Cheetahs are one of Africa's most endangered big cats.
Cheetahs are famous for their speed and agility but are also one of Africa’s most endangered big cats. Their numbers have declined by 90% over the past 100 years, dropping from 100,000 to less than 10,000 today. The main reasons for the decline are human-wildlife conflict, disappearing habitat, and loss of prey.
Founded in 1990, Cheetah Conservation Fund (CCF) is dedicated to saving the cheetah. CCF works internationally and maintains a field base in Namibia, the country with the largest population of wild cheetah. Employing a holistic approach that balances the needs of people, wildlife, and land, CCF’s success has inspired a nation that once viewed this species as vermin to proudly claim the title, “Cheetah Capital of the World.”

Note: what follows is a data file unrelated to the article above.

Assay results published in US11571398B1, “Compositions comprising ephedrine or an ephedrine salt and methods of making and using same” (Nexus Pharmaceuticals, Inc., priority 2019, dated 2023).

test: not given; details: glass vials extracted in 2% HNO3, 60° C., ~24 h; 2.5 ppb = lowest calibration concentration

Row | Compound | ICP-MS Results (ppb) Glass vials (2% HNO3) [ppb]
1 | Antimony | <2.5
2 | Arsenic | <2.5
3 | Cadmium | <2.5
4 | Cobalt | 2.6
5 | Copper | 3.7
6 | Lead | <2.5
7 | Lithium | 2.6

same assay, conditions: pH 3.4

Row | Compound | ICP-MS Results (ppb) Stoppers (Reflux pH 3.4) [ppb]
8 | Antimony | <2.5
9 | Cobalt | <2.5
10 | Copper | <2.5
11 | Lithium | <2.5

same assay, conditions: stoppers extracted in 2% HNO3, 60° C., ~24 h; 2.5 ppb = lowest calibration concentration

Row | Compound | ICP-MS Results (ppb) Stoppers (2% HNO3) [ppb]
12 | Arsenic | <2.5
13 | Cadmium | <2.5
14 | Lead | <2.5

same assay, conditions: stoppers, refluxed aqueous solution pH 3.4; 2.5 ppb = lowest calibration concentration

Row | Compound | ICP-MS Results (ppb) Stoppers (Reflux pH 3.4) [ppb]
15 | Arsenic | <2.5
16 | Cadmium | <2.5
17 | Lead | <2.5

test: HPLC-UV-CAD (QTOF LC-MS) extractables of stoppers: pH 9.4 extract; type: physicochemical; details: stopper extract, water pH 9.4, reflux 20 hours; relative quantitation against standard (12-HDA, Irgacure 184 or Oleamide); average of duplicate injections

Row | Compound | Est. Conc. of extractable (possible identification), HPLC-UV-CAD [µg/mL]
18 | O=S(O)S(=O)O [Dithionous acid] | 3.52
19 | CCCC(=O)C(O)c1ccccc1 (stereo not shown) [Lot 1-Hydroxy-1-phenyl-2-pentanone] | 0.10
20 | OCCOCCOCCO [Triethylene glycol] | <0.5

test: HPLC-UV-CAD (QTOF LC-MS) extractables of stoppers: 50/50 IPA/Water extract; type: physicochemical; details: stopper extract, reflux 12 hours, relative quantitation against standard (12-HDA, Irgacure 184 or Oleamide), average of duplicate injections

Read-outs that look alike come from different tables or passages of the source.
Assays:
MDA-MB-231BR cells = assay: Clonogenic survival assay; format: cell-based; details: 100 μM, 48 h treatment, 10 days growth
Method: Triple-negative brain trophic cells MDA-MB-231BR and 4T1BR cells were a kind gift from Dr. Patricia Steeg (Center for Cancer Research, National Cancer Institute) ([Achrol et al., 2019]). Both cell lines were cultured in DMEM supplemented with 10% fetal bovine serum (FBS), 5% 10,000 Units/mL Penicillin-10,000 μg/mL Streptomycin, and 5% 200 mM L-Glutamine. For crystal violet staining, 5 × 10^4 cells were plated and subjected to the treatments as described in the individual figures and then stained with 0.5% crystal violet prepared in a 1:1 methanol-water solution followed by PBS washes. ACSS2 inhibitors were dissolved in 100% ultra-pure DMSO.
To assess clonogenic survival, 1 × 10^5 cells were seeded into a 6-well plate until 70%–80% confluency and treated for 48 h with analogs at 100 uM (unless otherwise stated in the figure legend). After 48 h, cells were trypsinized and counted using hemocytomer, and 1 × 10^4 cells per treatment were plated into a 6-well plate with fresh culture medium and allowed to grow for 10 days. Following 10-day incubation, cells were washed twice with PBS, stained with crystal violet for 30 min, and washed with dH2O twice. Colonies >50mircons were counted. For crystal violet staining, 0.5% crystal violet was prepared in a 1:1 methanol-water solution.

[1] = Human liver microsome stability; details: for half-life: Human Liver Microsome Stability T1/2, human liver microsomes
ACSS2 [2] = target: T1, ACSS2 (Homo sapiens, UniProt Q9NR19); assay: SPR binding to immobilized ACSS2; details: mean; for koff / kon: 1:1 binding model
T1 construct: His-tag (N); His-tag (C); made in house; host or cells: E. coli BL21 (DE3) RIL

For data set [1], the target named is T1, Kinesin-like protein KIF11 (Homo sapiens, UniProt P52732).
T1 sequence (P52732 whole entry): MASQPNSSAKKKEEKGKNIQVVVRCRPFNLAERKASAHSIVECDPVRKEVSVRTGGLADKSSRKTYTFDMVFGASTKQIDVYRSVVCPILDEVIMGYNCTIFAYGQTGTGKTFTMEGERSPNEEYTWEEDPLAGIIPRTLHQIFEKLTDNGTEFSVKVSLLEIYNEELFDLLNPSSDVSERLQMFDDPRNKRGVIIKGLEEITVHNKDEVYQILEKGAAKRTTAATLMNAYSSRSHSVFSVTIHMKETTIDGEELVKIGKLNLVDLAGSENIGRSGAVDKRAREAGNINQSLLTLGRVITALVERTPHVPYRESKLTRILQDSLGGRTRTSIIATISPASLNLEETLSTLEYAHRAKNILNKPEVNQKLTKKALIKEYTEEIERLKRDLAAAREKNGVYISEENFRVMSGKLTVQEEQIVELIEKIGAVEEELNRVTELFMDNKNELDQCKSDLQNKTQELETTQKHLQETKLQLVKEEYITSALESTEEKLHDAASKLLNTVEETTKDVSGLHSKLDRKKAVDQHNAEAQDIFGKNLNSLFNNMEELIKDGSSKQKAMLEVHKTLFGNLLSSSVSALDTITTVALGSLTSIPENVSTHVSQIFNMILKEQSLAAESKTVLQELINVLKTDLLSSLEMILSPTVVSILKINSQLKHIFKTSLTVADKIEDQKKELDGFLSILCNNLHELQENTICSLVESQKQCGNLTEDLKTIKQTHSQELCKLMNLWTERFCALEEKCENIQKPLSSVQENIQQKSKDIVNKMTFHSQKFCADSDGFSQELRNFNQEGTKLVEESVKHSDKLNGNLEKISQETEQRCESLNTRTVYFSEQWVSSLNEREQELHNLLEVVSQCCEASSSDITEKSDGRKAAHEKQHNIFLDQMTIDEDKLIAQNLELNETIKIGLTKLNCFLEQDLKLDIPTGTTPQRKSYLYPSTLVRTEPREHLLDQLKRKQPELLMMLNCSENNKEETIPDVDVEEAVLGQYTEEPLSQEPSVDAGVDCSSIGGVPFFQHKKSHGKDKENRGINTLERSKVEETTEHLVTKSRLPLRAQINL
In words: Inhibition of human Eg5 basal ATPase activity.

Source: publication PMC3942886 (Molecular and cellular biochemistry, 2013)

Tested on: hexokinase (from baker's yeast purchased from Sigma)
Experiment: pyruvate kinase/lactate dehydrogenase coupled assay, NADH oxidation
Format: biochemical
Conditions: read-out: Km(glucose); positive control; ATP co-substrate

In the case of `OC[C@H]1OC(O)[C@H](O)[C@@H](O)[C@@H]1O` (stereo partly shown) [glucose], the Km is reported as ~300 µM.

CCF’s work with conflict mitigation, and their education and outreach programs are being replicated in other cheetah-range nations and serve as a model for carnivore conservation programs around the world. CCF’s Field Research and Education Centre in Otjiwarongo is open to the public 364 days a year. Visitors can interact with CCF scientists and learn about CCF’s livestock guarding dogs, model farm, and wildlife conservancy. Overnight guests may opt to spend a few days at CCF’s Cheetah View Lodge for an immersive cheetah experience.
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